Chapter 12SectionMain Menu Phases of the Business Cycle Expansion An expansion is a period of economic growth as measured by a rise in real GDP. Economic growth is a steady, long-term rise in real GDP. Peak When real GDP stops rising, the economy has reached its peak, the height of its economic expansion. Contraction Following its peak, the economy enters a period of contraction, an economic decline marked by a fall in real GDP. A recession is a prolonged economic contraction. An especially long or severe recession may be called a depression. Trough The trough is the lowest point of economic decline, when real GDP stops falling.
Chapter 12SectionMain Menu What Keeps the Business Cycle Going? Business cycles are affected by four main economic variables: Business Investment When an economy is expanding, firms expect sales and profits to keep rising, and therefore they invest in new plants and equipment. This investment creates new jobs and furthers expansion. In a recession, the opposite occurs. Interest Rates and Credit When interest rates are low, companies make new investments, often adding jobs to the economy. When interest rates climb, investment dries up, as does job growth. Consumer Expectations Forecasts of a expanding economy often fuel more spending, while fears of recession tighten consumers' spending. External Shocks External shocks, such as disruptions of the oil supply, wars, or natural disasters, greatly influence the output of an economy.
Chapter 12SectionMain Menu Forecasting Business Cycles Economists try to forecast, or predict, changes in the business cycle. Leading indicators are key economic variables economists use to predict a new phase of a business cycle. –Examples of leading indicators are stock market performance, interest rates, and new home sales. Coincident Indicators change as the economy moves from one phase of the business cycle to another and tell economists that an upturn or a downturn in the economy has arrived.
Chapter 12SectionMain Menu Examples of coincident indicators are personal income, sales volume, and industrial production levels. Lagging indicators change months after an upturn/ downturn in the economy has begun and help economists predict the duration of economic upturns/ downturns. The most important example of a lagging indicator is unemployment.
Chapter 12SectionMain Menu Business Cycle Fluctuations The Great Depression –The Great Depression was the most severe downturn in the nation’s history. –Between 1929 and 1933, GDP fell by almost one third, and unemployment rose to about 25 percent. Later Recessions –In the 1970s, an OPEC embargo caused oil prices to quadruple. This led to a recession that lasted through the 1970s into the early 1980s. U.S. Business Cycles in the 1990s and 2000’s –Following a brief recession in 1991, the U.S. economy grew steadily during the 1990s, with real GDP rising each year. –The Great Recession, touched off by the baking and housing collapse in 2007-08 led to the longest recession since the Great Depression.
Chapter 12SectionMain Menu The basic measure of a nation’s economic growth rate is the percentage change of real GDP over a given period of time. Measuring Economic Growth GDP and Population Growth In order to account for population increases in an economy, economists use a measurement of real GDP per capita. It is a measure of real GDP divided by the total population. Real GDP per capita is considered the best measure of a nation’s standard of living. GDP and Quality of Life Like measurements of GDP itself, the measurement of real GDP per capita excludes many factors that affect the quality of life.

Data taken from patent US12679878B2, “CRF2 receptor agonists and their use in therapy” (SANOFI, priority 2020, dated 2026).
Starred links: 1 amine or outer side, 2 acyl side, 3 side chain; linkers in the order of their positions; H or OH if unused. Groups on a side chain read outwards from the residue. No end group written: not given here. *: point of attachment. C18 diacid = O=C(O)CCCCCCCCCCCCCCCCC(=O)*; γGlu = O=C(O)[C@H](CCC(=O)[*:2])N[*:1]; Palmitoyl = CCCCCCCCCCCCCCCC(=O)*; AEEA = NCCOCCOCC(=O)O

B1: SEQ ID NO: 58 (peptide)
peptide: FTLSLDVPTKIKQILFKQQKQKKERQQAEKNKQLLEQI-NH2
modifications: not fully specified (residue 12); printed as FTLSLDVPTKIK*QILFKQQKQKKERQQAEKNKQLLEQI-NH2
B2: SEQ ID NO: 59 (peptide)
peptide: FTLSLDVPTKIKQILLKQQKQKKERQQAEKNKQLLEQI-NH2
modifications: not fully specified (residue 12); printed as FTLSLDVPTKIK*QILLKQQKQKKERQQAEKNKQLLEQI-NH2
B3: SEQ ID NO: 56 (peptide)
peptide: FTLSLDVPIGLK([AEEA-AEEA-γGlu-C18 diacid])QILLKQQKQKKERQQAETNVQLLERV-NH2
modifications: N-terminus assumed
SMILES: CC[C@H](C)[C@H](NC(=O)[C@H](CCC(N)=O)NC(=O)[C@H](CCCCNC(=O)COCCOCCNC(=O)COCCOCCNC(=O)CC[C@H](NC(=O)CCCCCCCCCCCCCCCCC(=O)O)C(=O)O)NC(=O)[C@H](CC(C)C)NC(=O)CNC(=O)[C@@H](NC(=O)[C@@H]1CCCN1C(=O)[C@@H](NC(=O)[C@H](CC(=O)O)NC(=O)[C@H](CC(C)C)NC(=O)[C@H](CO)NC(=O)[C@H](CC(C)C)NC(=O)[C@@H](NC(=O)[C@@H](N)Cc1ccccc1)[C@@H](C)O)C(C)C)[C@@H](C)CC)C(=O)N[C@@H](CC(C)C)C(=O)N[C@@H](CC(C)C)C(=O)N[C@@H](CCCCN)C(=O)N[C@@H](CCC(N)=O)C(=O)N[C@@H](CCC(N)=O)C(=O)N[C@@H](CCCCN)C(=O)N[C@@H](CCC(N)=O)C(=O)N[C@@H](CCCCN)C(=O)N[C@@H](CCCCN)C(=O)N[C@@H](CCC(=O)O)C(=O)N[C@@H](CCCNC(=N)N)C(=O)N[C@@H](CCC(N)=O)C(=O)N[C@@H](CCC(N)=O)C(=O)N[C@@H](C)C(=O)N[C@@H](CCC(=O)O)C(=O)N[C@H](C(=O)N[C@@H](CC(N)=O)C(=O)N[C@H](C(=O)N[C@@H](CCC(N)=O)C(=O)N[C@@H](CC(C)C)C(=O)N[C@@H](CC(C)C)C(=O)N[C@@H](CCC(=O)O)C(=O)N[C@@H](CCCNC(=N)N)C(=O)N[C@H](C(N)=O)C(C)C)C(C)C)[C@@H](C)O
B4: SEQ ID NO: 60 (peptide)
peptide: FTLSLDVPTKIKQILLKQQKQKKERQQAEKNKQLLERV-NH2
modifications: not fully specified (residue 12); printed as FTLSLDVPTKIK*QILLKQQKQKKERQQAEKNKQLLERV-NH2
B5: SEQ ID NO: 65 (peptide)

Chapter 12SectionMain Menu Capital Deepening The process of increasing the amount of capital per worker is called capital deepening. Capital deepening is one of the most important sources of growth in modern economies. Firms increase physical capital by purchasing more equipment. Firms and employees increase human capital through additional training and education.
Chapter 12SectionMain Menu How Saving Leads to Capital Deepening Shawna’s income: $30,000 $25,000 spent$5,000 saved Mutual-fund firm makes Shawna’s $3,000 available to firms Bank lends Shawna’s money to firms in forms such as loans and mortgages $3,000 in a mutual fund (stocks and corporate bonds) $2,000 in “rainy day” bank account Firms spend money on business capital investment The Effects of Savings and Investing The proportion of disposable income spent to income saved is called the savings rate. When consumers save or invest, money in banks, their money becomes available for firms to borrow or use. This allows firms to deepen capital. In the long run, more savings will lead to higher output and income for the population, raising GDP and living standards.
Chapter 12SectionMain Menu The Effects of Technological Progress Besides capital deepening, the other key source of economic growth is technological progress. Technological progress is an increase in efficiency gained by producing more output without using more inputs. A variety of factors contribute to technological progress: –Innovation When new products and ideas are successfully brought to market, output goes up, boosting GDP and business profits. –Scale of the Market Larger markets provide more incentives for innovation since the potential profits are greater. –Education and Experience Increased human capital makes workers more productive. Educated workers may also have the necessary skills needed to use new technology.
Chapter 12SectionMain Menu Other Factors Affecting Growth Population Growth If population grows while the supply of capital remains constant, the amount of capital per worker will actually shrink. Government Government can affect the process of economic growth by raising or lowering taxes. Government use of tax revenues also affects growth: funds spent on public goods increase investment, while funds spent on consumption decrease net investment. Foreign Trade Trade deficits, the result of importing more goods than exporting goods, can sometimes increase investment and capital deepening if the imports consist of investment goods rather than consumer goods.